10 Best Practices for HTML

To help you improve performance and SEO

Ferenc Almasi
Oct 1, 2019 · 6 min read

In today’s world where JavaScript frameworks popping up every week and everything else changes with it from time to time, it’s easy to get caught up and wonder whether your site performs at its optimum; which practices to keep and what to let go. I’ve read that using implementation x can help boost performance, but another thread mentions avoiding it at all cost — What is the truth?

With html, which makes up our content in the end, we have an easier job as it’s not changes as often as it’s JavaScript side, yet some — sometimes even most — aspects mentioned here are often overlooked which can badly hurt your site. And in the end of the day, it drives the end user away.

Before diving into it, make a report of your site whether it be with Lighthouse or anything else and take one after applying everything mentioned here to have a good comparison what a difference it actually makes.

So here are 10 best practices that you should keep in mind when writing html next time:

#1: Write valid and readable DOM

  • First, write in all lowercase. Often times I see the base structure written in all uppercase like <HTML> or <BODY> or even worse, the whole html itself. Every tag should be lowercase so please don't use any uppercase in HTML tags.
  • Indentation is key to readability. Use it. Otherwise your document will look flat and everything in it will look cluttered. Enhancing readability also means it reduces development time.
  • Closing self closing tags was once mandatory, but with HTML5 it’s optional and purely up to the developer. Either use it on all tags or don’t use it at all. The key here is being consistent. And of course, don’t forget to close regular tags.
  • Avoid overusing comments. Unless you have a build system in place or you are using a template engine, these can really add up and increase the weight of your html file which slows down your initial page load speed and can make your users wait and eventually, make them leave.
  • Organise DOM: Always consider if you need that extra div or extra element, try to create only the absolute necessary ones and divide only large parts of your page with not divs, but semantic html elements. Same goes for other place; If you can, always use html5 semantic elements as it helps search engines know which part is important on your page and which part is not. Remember, always ask yourself if you truly need that extra div there, get rid of the excess stuff.

#2: Don’t use inline styles and scripts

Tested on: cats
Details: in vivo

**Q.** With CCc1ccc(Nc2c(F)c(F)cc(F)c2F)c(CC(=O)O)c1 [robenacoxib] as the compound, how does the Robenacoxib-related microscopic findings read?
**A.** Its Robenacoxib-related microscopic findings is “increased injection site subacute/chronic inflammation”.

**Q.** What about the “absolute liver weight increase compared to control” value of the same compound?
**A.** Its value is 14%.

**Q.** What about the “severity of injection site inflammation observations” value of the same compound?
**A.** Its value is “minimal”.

You should also bundle them together to reduce the number of requests or in case of huge bundle sizes, you can take advantage of domain sharding and split them into 2–4 smaller chunks.

Same goes for inline JavaScript as for inline css. Apart from readability issues, this will make your document heavier and harder to maintain.

#3: Inline critical css

Critical css refers to the minimum set of css that is required to render the top of your page a user sees first when landing on your site.

Critical CSS is also reffered to as “above the fold” CSS

Also keep in mind that the order of your link tags can rewrite rules so place them carefully. If you have a separate file for resets or 3rd party libraries, place those first and then the rest.

#4: Place script tags at the bottom

This works like this because the browser interprets your document from top to bottom, line by line. When it gets to the head and comes across a script tag, it starts a request to the server to get the file. If it's a huge one, it will keep loading and the user will only see a blank page because it is still loading the head, so move them to the bottom. This way, all the content of the body will get loaded in before we load the content of the script tag, so we can trick our users into believing that our page is loading damn fast. You can also add a defer tag to your script tags to make sure the html gets loaded first.

To get a good idea what the defer attribute does, take a look at the following comparison:

Differences between normal, async and defer script tags
Differences between normal, async and defer script tags

#5: Take care of accessibility

#6: Use alt tags for images

#7: One h1 per page

#8: Use title and meta tags right

#9: Compress

#10: Validate your HTML

Even better than this, is if you can put a linter in place that checks for such issues automatically before committing your code.

Following these 10 simple steps will help you step up your html game and get your site ranked higher, leading to more traffic, while also making it faster from the optimisation steps, leading to more user interaction. In the end, it will not only grant you more visitors, but more happy visitors and that matters the most.

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Ferenc Almasi

Written by

Frontend dev with a passion for beautiful code and simple yet attractive designs. Get in touch by saying hello@allma.si or visit allma.si directly 👋

The Startup

Medium's largest active publication, followed by +562K people. Follow to join our community.

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